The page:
The depiction of the heart symbol can be traced back to old Roman days and it was originally imprinted on coins and letters as a way to identify a seed pod of the silphium plant that looked exactly the same. The silphium plant is a herb used for the purpose of birth control and since it was used for birth control, it was associated with sex and later became a symbol of love. One interesting fact about this symbol is that the Romans previously used it upside down to represent the testicles.
7. The Skull And Cross Bones Symbol
Upon seeing this symbol, you quickly assume there is danger, but who made it so? The initial use of this symbol was not meant to depict danger but rather, a cemetery. It was created by a buccaneer known as Calico Jack and when he died, it was used on his grave and it became a symbol for depicting cemeteries before it found its way to depict danger.
8. The Ying Yang Symbol
This is an ancient symbol that was invented about 400 B.C. and was first discussed by Zhao Yang in Tao philosophy and the school of naturalists. The symbol basically describes how two opposite forces may actually benefit from each other and ultimately become attracted to the point where one cannot exist without the other. According to history, the symbol is just a representation of sunlight moving over mountains and valleys. Ying, the black section meaning, the shady place or North slope while Yang, the white section translates into the sunny place or the South pole.
9. The “Okay” Hand Gesture Symbol
The symbol which is common in many areas including being used as an emoji to indicate that one is okay or “I’m alright” is actually a sacred emblem in Buddhism and Hinduism. The symbol in these religions signify mudra of discussion and it is a way of practitioners embracing their faith and transmitting their teachings of lord Buddha, in other words, it is equivalent to crossing your face to signify Jesus in the Christian religion.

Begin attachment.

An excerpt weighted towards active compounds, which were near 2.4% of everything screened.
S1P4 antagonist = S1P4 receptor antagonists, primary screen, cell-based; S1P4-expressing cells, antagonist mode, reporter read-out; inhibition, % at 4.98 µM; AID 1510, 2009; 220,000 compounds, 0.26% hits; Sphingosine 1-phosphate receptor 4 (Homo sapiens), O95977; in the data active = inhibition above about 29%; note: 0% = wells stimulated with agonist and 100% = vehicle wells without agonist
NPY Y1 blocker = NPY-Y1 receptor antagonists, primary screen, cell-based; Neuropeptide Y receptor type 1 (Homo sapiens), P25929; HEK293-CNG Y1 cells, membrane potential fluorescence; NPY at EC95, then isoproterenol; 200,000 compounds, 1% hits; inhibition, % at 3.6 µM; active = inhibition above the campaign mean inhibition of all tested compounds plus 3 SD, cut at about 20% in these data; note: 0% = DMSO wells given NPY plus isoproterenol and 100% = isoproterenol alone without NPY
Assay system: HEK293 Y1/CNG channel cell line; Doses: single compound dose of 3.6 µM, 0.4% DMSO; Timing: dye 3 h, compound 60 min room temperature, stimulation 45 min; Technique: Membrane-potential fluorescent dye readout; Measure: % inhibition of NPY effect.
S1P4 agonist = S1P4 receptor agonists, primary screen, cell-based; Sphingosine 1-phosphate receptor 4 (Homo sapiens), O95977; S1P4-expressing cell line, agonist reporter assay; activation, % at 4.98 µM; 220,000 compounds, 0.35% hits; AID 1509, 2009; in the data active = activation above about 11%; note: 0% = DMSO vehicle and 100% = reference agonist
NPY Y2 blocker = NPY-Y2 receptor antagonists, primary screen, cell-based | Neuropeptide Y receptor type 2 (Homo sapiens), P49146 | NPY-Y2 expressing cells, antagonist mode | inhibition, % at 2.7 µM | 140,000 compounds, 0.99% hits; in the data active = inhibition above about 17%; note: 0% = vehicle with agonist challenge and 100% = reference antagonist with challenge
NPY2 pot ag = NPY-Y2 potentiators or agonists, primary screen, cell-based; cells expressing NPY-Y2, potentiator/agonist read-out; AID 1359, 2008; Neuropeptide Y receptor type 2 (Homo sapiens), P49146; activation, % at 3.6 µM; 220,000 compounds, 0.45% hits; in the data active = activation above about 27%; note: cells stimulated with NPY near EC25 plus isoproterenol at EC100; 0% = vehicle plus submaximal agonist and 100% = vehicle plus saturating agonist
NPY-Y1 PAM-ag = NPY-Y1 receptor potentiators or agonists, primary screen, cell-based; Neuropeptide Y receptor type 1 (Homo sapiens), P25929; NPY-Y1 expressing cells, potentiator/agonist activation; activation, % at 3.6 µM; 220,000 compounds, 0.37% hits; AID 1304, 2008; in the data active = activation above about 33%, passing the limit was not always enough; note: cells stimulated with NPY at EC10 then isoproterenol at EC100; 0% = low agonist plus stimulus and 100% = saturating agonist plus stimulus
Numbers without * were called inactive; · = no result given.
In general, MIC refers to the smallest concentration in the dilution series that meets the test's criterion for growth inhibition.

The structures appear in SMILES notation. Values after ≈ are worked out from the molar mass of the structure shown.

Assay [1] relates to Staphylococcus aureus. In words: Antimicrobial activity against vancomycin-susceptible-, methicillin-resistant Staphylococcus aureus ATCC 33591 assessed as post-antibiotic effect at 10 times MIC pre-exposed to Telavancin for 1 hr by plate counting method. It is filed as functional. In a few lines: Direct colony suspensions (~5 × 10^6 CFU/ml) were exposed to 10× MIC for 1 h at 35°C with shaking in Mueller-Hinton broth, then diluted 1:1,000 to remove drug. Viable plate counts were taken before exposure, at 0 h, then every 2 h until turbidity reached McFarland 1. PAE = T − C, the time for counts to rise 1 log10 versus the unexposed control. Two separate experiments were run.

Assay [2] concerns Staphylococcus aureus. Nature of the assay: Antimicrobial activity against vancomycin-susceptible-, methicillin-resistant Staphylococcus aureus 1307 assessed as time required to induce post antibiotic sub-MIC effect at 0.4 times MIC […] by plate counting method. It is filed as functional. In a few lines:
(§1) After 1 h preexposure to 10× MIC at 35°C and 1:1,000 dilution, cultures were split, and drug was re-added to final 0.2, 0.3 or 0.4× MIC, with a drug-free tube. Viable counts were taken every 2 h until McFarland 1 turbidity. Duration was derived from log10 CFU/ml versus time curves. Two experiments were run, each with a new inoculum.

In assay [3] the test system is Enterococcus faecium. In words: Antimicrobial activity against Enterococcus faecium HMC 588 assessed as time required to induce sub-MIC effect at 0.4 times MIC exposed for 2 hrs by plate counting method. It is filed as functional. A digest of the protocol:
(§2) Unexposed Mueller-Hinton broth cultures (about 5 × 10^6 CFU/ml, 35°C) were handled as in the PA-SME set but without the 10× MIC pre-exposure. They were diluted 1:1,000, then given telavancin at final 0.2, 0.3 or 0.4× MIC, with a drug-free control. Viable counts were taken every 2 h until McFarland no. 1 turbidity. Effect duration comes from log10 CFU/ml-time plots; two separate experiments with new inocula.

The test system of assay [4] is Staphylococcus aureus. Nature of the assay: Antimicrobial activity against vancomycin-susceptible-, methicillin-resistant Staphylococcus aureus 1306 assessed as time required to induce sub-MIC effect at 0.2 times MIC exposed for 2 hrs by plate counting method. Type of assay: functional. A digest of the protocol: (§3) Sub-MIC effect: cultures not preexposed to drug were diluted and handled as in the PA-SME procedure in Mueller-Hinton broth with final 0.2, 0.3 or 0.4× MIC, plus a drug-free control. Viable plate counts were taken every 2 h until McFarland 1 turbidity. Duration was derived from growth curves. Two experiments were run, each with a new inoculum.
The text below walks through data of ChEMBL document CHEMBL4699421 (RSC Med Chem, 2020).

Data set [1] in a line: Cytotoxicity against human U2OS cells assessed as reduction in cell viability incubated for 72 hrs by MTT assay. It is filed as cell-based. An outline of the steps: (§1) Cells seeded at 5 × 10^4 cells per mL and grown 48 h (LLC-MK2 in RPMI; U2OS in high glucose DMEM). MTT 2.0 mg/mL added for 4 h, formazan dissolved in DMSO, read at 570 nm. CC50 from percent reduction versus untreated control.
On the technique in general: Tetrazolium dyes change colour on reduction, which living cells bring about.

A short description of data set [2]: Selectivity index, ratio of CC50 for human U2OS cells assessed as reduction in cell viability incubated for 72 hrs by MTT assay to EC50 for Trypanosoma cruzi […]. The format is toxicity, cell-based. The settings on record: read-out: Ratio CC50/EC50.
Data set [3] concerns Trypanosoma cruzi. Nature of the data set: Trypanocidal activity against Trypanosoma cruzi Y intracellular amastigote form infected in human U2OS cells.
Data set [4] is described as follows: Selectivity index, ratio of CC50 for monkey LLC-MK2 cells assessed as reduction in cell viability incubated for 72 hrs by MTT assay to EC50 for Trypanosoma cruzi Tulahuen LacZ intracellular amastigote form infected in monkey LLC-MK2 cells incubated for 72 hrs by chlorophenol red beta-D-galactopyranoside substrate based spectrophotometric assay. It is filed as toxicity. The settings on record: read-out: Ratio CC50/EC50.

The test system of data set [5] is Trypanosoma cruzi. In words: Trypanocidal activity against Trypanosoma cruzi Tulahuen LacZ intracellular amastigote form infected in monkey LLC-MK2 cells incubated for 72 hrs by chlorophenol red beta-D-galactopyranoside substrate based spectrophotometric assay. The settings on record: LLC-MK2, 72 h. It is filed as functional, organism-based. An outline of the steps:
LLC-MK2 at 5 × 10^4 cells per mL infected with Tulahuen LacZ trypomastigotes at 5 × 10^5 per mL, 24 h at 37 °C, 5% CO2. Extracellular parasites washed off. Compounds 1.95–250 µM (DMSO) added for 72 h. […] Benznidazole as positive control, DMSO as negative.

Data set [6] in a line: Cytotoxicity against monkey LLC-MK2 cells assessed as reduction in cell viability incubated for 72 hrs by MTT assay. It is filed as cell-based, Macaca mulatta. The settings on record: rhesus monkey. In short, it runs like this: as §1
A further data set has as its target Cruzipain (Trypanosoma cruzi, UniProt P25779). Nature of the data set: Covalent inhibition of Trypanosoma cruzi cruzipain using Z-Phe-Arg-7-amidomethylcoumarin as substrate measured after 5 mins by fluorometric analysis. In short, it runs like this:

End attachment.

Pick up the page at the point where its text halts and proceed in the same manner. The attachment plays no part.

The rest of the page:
10. The Lightning Bolt Symbol
Seeing this symbol quickly reflects power, electricity or lightning. It is one of the oldest and most recognised icons in history. Cavemen and meanderthals used to scratch them in caves hundreds of years ago. Many tribes linked it to the sky god and its punishment and so its origin and meaning are clear, fire from the sky.
11. The Swastika Symbol
This symbol can be described as the opposite of the heart symbol and no symbol has been hated more than this symbol. It actually used to be a holy symbol till it was ruined by Adolf Hitler and it has now become a symbol of cruelty, dehumanisation and absolute evil.
It was initially known as the Canadian cross and has featured in almost all the religions of the world before it was plundered by Hitler. The first existence of the symbol can be traced to the Hinduism religion in India where it represented the god Vishnu, the supreme being, he who dreams reality into being.
12. The Jesus Fish
This symbol is very common among Christians and has mainly been used to represent Jesus depicting him as being a fisher of men. You can find it in many places and it is often used as a bumper sticker but what many do not know is that it means something totally different. It is associated with the Norse god and actually represented the vagina. To have a better look, try turning it upside down.